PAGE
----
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Glitches mar launch of free credit report site

Consumers eager to learn about their credit history began asking for free copies of their credit reports Wednesday, but some said they were having trouble using the Web site built by the nation's three credit bureaus. 
Visitors to Trans Union's free credit report Web site sometimes received this disappointing message.
Visitors to Trans Union's free credit report Web site sometimes received this disappointing message.

Consumers eager to learn about their credit history began asking for free copies of their credit reports Wednesday, but many were having trouble using the Web site built by the nation's three credit bureaus. 

Starting Wednesday, consumers in the western United States were entitled to one free credit report each year beginning Dec. 1, using a Web site called Visitors choose which of the three bureaus — Equifax, Experian or Trans Union — they want to obtain their report from, and they are redirected to the individual company's Web site.

Some consumers told they received error messages when they were redirected to the individual bureaus' sites. employees experienced the same trouble attempting to obtain credit reports from Trans Union and Experian. Equifax reports were available.

"As usual, the credit industry is impossible to reach. I tried for more than 30 minutes to get my free report and was unsuccessful. Their error message recommended I mail in for it," wrote one consumer, who asked that his name be withheld.  Said another: "So much for new credit report ... this is what I got ... No backend server available for connection: timed out after 10 seconds."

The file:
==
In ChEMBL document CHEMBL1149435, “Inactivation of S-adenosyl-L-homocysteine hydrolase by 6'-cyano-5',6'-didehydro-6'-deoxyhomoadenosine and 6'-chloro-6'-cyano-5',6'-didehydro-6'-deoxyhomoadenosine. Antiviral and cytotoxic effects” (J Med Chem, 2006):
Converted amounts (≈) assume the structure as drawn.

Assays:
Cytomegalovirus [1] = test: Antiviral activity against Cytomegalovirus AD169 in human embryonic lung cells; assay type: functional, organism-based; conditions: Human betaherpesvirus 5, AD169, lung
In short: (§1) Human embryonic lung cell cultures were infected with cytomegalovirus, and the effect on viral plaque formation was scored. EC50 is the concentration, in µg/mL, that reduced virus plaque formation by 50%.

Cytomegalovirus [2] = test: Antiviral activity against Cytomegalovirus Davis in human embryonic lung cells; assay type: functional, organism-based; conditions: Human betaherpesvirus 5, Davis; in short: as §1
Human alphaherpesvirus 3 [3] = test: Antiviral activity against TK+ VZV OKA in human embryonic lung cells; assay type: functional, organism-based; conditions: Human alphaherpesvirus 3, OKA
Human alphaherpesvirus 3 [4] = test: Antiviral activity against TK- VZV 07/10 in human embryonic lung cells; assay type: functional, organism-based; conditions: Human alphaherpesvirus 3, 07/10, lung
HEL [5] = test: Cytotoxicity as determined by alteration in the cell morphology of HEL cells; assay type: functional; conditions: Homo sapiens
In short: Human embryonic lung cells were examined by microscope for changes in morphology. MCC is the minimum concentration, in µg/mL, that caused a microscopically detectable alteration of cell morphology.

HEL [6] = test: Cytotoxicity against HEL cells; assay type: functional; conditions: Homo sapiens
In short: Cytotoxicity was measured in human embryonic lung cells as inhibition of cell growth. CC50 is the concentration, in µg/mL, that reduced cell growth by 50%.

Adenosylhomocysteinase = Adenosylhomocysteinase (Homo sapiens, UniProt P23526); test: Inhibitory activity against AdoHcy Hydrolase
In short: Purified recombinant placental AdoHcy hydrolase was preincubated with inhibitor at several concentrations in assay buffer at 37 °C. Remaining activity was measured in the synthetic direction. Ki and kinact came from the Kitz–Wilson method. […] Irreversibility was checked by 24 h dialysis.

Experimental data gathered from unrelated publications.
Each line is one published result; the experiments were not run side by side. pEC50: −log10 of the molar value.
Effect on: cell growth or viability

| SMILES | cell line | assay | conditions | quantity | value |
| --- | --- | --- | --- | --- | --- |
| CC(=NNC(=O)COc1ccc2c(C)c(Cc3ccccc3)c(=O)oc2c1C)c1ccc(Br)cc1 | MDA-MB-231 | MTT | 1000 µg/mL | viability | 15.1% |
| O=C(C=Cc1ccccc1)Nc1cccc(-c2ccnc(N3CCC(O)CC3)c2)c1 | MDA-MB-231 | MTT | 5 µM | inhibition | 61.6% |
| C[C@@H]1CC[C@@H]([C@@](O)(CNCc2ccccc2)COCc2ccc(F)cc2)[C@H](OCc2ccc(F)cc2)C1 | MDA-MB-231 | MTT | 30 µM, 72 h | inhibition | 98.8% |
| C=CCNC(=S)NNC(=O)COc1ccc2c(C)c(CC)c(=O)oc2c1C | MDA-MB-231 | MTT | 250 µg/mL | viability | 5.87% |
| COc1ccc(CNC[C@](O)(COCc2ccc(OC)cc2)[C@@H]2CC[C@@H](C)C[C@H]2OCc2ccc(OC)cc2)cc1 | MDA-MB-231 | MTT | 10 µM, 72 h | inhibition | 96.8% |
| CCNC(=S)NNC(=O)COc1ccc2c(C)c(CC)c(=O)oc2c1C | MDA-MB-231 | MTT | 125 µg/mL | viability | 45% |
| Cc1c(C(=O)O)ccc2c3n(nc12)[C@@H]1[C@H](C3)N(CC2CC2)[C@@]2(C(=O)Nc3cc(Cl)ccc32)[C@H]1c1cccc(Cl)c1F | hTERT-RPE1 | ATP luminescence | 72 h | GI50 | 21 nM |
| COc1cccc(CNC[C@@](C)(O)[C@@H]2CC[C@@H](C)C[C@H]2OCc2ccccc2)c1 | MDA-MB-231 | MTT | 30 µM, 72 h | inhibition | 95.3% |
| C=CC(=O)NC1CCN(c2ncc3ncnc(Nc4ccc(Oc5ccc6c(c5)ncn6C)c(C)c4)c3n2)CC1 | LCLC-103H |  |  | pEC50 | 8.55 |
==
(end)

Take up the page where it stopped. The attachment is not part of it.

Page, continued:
At Experian, after filling out the requisite forms, the firm's Web site repeatedly generated a simple message: "The page cannot be displayed."

At Trans Union, visitors were told to order their credit reports by telephone or regular mail.  Trans Union's Colleen Martin confirmed her firm's site was having trouble, and she asked consumers to be patient.

"We are working on it as we speak, adding capacity," Martin said. She also encouraged consumers who didn't need their report right away to wait a few days.

David Rubinger, a spokesman for Equifax, said his firm's site was up and running normally. "We've had no problems," he said.  He didn't know how many people had visited the site on Wednesday, but said, "I'm sure volume is high."

Don Girard, a spokesman for Experian, acknowledged his firm's site had first-day difficulties, but said it was functioning well by the end of the day Wednesday.

He also acknowledged a frustration raised by several users: They got about halfway through the process of getting their Experian report then were booted out of the system, and when they returned they were told they already had received their free report for the year.  A message on the Web site then urged them to pay for a fresh copy.

One consumer who went through that Web site trial was livid.

"I spent 20 minutes trying to find a number to Experian where a live person would answer and another 30 minutes trying to get someone to provide me with my free credit report that I was never able to look at," wrote Jeremy Smith of Utah.  "I was finally transferred to a very unhelpful woman ... who told me I was out of luck. She also told me that I should just buy the report if I wanted to 'see' it again."

Girard said consumers who encounter this problem should explain the situation and mail in their request to Experian.

"To anybody we've inconvenienced, we apologize," he said.

In addition to the Web site, there are alternate methods for consumers to get their reports.  They can call a toll-free number, 877-322-8228, or send written requests to Annual Credit Report Request Service, P. O. Box 105281, Atlanta, GA 30348-5281.